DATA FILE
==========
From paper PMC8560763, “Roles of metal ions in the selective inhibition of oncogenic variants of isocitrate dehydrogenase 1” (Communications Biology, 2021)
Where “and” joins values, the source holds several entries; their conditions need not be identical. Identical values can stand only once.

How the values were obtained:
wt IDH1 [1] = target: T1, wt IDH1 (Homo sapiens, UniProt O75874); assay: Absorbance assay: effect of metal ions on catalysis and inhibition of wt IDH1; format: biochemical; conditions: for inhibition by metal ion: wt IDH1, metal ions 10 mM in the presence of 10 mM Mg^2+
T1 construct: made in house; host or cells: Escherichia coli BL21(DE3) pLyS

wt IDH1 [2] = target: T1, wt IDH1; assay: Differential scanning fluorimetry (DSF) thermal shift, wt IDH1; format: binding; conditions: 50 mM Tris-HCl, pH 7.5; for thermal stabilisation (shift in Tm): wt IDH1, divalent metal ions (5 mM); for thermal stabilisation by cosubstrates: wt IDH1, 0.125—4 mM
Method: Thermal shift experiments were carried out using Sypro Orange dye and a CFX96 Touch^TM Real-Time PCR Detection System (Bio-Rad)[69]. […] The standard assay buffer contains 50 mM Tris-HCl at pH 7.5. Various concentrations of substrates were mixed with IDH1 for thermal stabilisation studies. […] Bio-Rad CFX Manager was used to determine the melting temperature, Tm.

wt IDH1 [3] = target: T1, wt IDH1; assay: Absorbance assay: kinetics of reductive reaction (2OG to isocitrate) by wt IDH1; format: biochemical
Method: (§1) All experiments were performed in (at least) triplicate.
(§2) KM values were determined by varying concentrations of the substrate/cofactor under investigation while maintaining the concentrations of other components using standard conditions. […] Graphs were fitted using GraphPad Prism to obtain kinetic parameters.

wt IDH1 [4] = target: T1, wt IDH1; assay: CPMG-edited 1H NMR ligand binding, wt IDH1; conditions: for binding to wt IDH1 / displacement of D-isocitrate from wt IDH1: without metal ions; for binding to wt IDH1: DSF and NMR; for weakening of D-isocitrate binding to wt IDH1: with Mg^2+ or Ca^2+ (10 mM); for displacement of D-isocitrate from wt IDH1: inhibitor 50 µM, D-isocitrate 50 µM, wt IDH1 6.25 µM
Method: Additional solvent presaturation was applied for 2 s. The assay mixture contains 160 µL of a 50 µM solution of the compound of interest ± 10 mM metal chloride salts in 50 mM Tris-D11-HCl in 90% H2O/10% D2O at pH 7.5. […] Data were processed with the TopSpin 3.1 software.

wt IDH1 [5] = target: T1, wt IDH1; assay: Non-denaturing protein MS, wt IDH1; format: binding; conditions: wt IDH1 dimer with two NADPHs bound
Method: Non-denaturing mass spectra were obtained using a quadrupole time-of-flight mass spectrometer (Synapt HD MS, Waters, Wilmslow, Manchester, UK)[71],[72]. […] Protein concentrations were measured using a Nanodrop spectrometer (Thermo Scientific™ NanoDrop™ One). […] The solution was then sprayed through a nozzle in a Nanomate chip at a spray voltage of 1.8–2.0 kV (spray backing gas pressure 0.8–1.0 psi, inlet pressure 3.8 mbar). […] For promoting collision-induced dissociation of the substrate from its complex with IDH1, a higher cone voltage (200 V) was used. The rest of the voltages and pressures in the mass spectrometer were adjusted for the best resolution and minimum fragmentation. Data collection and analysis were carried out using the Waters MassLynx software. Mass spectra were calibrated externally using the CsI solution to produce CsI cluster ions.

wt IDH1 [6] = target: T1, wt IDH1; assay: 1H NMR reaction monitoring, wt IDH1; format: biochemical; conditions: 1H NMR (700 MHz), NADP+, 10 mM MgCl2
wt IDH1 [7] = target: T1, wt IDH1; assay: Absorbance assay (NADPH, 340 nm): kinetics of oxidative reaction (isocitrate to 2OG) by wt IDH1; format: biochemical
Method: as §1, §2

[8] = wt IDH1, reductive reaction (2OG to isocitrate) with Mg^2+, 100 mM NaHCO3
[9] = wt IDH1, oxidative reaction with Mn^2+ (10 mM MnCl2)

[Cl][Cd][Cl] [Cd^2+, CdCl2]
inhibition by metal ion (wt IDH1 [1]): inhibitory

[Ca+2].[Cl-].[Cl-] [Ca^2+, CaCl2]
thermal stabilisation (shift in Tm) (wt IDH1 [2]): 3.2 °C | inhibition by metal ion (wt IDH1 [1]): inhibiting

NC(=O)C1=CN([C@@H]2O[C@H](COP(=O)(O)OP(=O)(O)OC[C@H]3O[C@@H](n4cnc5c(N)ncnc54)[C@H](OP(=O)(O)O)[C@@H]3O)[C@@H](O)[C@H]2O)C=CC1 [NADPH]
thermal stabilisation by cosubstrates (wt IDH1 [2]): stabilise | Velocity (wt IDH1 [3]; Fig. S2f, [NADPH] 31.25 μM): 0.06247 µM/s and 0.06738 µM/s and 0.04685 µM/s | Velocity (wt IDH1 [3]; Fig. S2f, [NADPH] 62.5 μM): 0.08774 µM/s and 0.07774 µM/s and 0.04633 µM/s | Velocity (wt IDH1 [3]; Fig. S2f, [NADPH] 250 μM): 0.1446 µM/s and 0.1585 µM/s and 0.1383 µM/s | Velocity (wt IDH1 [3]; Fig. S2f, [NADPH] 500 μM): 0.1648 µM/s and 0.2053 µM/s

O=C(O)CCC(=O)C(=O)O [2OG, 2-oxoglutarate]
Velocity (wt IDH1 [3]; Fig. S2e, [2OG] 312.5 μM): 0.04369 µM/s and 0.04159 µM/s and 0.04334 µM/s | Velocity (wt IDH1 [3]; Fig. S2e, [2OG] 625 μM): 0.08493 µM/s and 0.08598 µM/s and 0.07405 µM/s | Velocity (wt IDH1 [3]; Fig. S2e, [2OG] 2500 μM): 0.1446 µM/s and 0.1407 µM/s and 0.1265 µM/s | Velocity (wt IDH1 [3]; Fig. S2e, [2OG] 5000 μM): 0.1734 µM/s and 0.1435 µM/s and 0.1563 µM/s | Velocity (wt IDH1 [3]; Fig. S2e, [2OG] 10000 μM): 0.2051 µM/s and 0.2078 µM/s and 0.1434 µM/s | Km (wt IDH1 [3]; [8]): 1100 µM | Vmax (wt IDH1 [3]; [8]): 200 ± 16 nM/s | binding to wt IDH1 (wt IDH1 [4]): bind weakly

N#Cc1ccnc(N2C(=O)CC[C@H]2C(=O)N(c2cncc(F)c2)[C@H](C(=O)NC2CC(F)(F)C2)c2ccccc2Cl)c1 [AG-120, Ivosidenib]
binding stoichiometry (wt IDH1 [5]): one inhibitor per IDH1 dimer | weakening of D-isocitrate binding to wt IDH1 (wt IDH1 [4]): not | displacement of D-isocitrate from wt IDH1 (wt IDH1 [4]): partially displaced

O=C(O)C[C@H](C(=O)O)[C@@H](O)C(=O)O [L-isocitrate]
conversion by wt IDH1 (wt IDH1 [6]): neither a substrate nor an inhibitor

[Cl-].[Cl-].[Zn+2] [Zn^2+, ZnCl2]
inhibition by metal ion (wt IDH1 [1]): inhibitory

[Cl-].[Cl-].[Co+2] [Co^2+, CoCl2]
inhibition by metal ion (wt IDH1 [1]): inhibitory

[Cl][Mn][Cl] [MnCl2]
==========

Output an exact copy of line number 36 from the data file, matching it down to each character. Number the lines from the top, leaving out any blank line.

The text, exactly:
[Cl][Mn][Cl] [MnCl2]